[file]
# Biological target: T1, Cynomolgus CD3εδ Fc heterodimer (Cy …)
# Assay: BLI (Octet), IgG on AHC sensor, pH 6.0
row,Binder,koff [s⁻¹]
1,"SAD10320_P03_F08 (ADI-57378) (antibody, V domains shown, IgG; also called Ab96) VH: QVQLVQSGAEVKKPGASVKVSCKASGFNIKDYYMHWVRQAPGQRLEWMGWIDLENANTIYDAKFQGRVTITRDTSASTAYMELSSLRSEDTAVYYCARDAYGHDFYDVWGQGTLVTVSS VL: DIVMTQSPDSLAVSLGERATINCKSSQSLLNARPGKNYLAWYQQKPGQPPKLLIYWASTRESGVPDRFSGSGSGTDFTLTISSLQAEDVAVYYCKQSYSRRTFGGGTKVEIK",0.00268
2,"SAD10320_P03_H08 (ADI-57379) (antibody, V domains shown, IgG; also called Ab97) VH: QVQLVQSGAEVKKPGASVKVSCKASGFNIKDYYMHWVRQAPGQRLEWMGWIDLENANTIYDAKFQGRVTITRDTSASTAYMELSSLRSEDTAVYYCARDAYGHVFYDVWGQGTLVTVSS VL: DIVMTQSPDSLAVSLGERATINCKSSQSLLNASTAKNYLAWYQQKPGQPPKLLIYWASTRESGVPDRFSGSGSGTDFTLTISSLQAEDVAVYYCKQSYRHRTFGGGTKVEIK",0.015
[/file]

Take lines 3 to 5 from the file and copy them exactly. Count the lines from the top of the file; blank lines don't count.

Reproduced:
row,Binder,koff [s⁻¹]
1,"SAD10320_P03_F08 (ADI-57378) (antibody, V domains shown, IgG; also called Ab96) VH: QVQLVQSGAEVKKPGASVKVSCKASGFNIKDYYMHWVRQAPGQRLEWMGWIDLENANTIYDAKFQGRVTITRDTSASTAYMELSSLRSEDTAVYYCARDAYGHDFYDVWGQGTLVTVSS VL: DIVMTQSPDSLAVSLGERATINCKSSQSLLNARPGKNYLAWYQQKPGQPPKLLIYWASTRESGVPDRFSGSGSGTDFTLTISSLQAEDVAVYYCKQSYSRRTFGGGTKVEIK",0.00268
2,"SAD10320_P03_H08 (ADI-57379) (antibody, V domains shown, IgG; also called Ab97) VH: QVQLVQSGAEVKKPGASVKVSCKASGFNIKDYYMHWVRQAPGQRLEWMGWIDLENANTIYDAKFQGRVTITRDTSASTAYMELSSLRSEDTAVYYCARDAYGHVFYDVWGQGTLVTVSS VL: DIVMTQSPDSLAVSLGERATINCKSSQSLLNASTAKNYLAWYQQKPGQPPKLLIYWASTRESGVPDRFSGSGSGTDFTLTISSLQAEDVAVYYCKQSYRHRTFGGGTKVEIK",0.015